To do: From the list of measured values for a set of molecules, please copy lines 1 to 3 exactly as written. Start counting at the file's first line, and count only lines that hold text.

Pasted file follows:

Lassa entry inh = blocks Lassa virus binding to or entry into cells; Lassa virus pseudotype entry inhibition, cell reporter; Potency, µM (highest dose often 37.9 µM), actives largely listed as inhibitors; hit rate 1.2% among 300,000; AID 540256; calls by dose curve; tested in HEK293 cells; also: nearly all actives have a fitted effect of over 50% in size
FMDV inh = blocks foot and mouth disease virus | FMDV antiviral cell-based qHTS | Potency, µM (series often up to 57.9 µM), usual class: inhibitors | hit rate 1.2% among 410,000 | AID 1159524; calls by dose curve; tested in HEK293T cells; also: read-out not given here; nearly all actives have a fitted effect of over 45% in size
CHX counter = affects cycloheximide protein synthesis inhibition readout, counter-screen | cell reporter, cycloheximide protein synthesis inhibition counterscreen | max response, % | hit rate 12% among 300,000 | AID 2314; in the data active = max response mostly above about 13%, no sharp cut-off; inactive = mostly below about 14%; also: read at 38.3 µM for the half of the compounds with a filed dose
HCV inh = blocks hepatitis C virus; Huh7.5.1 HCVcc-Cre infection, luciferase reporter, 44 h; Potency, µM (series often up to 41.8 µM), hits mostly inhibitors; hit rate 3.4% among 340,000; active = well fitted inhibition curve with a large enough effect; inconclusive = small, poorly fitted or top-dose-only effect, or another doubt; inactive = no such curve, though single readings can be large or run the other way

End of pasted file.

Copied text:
Lassa entry inh = blocks Lassa virus binding to or entry into cells; Lassa virus pseudotype entry inhibition, cell reporter; Potency, µM (highest dose often 37.9 µM), actives largely listed as inhibitors; hit rate 1.2% among 300,000; AID 540256; calls by dose curve; tested in HEK293 cells; also: nearly all actives have a fitted effect of over 50% in size
FMDV inh = blocks foot and mouth disease virus | FMDV antiviral cell-based qHTS | Potency, µM (series often up to 57.9 µM), usual class: inhibitors | hit rate 1.2% among 410,000 | AID 1159524; calls by dose curve; tested in HEK293T cells; also: read-out not given here; nearly all actives have a fitted effect of over 45% in size
CHX counter = affects cycloheximide protein synthesis inhibition readout, counter-screen | cell reporter, cycloheximide protein synthesis inhibition counterscreen | max response, % | hit rate 12% among 300,000 | AID 2314; in the data active = max response mostly above about 13%, no sharp cut-off; inactive = mostly below about 14%; also: read at 38.3 µM for the half of the compounds with a filed dose